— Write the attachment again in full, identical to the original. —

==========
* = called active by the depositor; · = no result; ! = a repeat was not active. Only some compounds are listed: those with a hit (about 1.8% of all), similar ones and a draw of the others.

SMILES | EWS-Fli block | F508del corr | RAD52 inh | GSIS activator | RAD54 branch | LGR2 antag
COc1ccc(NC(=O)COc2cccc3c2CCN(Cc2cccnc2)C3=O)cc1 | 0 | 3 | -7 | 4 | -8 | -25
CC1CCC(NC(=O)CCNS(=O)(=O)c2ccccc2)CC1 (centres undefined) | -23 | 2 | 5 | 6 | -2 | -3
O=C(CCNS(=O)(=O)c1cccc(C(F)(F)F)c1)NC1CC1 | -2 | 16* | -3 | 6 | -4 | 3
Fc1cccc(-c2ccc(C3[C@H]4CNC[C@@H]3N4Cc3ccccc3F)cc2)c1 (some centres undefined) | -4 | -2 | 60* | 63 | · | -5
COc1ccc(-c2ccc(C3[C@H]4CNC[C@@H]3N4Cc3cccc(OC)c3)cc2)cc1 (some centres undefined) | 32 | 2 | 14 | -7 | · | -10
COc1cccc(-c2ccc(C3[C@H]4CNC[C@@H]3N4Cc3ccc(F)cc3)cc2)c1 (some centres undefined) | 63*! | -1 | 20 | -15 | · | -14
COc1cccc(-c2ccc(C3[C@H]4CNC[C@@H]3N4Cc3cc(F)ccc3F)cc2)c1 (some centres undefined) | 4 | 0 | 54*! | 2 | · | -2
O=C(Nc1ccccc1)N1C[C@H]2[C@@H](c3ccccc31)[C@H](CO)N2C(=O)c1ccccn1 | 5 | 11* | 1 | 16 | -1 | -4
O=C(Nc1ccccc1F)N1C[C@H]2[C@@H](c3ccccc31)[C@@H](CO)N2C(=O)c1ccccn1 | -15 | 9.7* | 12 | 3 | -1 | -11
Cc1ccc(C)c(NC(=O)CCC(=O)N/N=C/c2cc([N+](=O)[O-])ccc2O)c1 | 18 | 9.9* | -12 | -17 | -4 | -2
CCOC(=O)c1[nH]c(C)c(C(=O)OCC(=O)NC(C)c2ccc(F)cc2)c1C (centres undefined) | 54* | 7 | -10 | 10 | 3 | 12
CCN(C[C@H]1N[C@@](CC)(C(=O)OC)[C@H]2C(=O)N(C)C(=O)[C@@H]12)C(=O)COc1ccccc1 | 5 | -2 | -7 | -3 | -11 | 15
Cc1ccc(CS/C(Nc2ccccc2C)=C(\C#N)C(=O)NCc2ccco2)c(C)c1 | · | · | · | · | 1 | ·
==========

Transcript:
* = called active by the depositor; · = no result; ! = a repeat was not active. Only some compounds are listed: those with a hit (about 1.8% of all), similar ones and a draw of the others.

SMILES | EWS-Fli block | F508del corr | RAD52 inh | GSIS activator | RAD54 branch | LGR2 antag
COc1ccc(NC(=O)COc2cccc3c2CCN(Cc2cccnc2)C3=O)cc1 | 0 | 3 | -7 | 4 | -8 | -25
CC1CCC(NC(=O)CCNS(=O)(=O)c2ccccc2)CC1 (centres undefined) | -23 | 2 | 5 | 6 | -2 | -3
O=C(CCNS(=O)(=O)c1cccc(C(F)(F)F)c1)NC1CC1 | -2 | 16* | -3 | 6 | -4 | 3
Fc1cccc(-c2ccc(C3[C@H]4CNC[C@@H]3N4Cc3ccccc3F)cc2)c1 (some centres undefined) | -4 | -2 | 60* | 63 | · | -5
COc1ccc(-c2ccc(C3[C@H]4CNC[C@@H]3N4Cc3cccc(OC)c3)cc2)cc1 (some centres undefined) | 32 | 2 | 14 | -7 | · | -10
COc1cccc(-c2ccc(C3[C@H]4CNC[C@@H]3N4Cc3ccc(F)cc3)cc2)c1 (some centres undefined) | 63*! | -1 | 20 | -15 | · | -14
COc1cccc(-c2ccc(C3[C@H]4CNC[C@@H]3N4Cc3cc(F)ccc3F)cc2)c1 (some centres undefined) | 4 | 0 | 54*! | 2 | · | -2
O=C(Nc1ccccc1)N1C[C@H]2[C@@H](c3ccccc31)[C@H](CO)N2C(=O)c1ccccn1 | 5 | 11* | 1 | 16 | -1 | -4
O=C(Nc1ccccc1F)N1C[C@H]2[C@@H](c3ccccc31)[C@@H](CO)N2C(=O)c1ccccn1 | -15 | 9.7* | 12 | 3 | -1 | -11
Cc1ccc(C)c(NC(=O)CCC(=O)N/N=C/c2cc([N+](=O)[O-])ccc2O)c1 | 18 | 9.9* | -12 | -17 | -4 | -2
CCOC(=O)c1[nH]c(C)c(C(=O)OCC(=O)NC(C)c2ccc(F)cc2)c1C (centres undefined) | 54* | 7 | -10 | 10 | 3 | 12
CCN(C[C@H]1N[C@@](CC)(C(=O)OC)[C@H]2C(=O)N(C)C(=O)[C@@H]12)C(=O)COc1ccccc1 | 5 | -2 | -7 | -3 | -11 | 15
Cc1ccc(CS/C(Nc2ccccc2C)=C(\C#N)C(=O)NCc2ccco2)c(C)c1 | · | · | · | · | 1 | ·